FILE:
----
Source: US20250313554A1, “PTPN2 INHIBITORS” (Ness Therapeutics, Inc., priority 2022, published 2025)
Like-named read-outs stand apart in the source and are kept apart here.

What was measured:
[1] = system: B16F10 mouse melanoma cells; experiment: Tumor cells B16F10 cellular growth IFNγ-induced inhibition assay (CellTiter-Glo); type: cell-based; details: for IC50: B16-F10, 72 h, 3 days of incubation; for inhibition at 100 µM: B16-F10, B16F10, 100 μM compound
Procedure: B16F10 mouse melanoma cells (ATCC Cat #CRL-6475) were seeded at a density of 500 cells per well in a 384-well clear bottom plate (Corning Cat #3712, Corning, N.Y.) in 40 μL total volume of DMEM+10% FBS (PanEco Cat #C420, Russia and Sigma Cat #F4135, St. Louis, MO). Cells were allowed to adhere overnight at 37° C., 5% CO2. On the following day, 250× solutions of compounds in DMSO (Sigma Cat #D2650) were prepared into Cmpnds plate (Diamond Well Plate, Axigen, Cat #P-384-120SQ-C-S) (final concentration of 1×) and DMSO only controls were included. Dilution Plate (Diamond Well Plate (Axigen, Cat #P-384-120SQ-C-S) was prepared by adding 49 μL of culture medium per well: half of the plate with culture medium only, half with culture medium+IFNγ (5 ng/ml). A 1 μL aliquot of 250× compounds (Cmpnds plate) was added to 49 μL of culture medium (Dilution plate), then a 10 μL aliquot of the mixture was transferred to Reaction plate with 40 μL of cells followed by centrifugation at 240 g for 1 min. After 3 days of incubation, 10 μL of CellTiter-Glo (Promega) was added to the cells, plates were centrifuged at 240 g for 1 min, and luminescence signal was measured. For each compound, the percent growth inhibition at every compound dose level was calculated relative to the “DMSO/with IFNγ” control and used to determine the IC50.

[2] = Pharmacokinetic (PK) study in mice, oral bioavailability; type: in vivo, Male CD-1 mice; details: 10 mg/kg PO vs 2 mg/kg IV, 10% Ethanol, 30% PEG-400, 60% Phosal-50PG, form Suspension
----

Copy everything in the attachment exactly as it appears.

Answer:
Source: US20250313554A1, “PTPN2 INHIBITORS” (Ness Therapeutics, Inc., priority 2022, published 2025)
Like-named read-outs stand apart in the source and are kept apart here.

What was measured:
[1] = system: B16F10 mouse melanoma cells; experiment: Tumor cells B16F10 cellular growth IFNγ-induced inhibition assay (CellTiter-Glo); type: cell-based; details: for IC50: B16-F10, 72 h, 3 days of incubation; for inhibition at 100 µM: B16-F10, B16F10, 100 μM compound
Procedure: B16F10 mouse melanoma cells (ATCC Cat #CRL-6475) were seeded at a density of 500 cells per well in a 384-well clear bottom plate (Corning Cat #3712, Corning, N.Y.) in 40 μL total volume of DMEM+10% FBS (PanEco Cat #C420, Russia and Sigma Cat #F4135, St. Louis, MO). Cells were allowed to adhere overnight at 37° C., 5% CO2. On the following day, 250× solutions of compounds in DMSO (Sigma Cat #D2650) were prepared into Cmpnds plate (Diamond Well Plate, Axigen, Cat #P-384-120SQ-C-S) (final concentration of 1×) and DMSO only controls were included. Dilution Plate (Diamond Well Plate (Axigen, Cat #P-384-120SQ-C-S) was prepared by adding 49 μL of culture medium per well: half of the plate with culture medium only, half with culture medium+IFNγ (5 ng/ml). A 1 μL aliquot of 250× compounds (Cmpnds plate) was added to 49 μL of culture medium (Dilution plate), then a 10 μL aliquot of the mixture was transferred to Reaction plate with 40 μL of cells followed by centrifugation at 240 g for 1 min. After 3 days of incubation, 10 μL of CellTiter-Glo (Promega) was added to the cells, plates were centrifuged at 240 g for 1 min, and luminescence signal was measured. For each compound, the percent growth inhibition at every compound dose level was calculated relative to the “DMSO/with IFNγ” control and used to determine the IC50.

[2] = Pharmacokinetic (PK) study in mice, oral bioavailability; type: in vivo, Male CD-1 mice; details: 10 mg/kg PO vs 2 mg/kg IV, 10% Ethanol, 30% PEG-400, 60% Phosal-50PG, form Suspension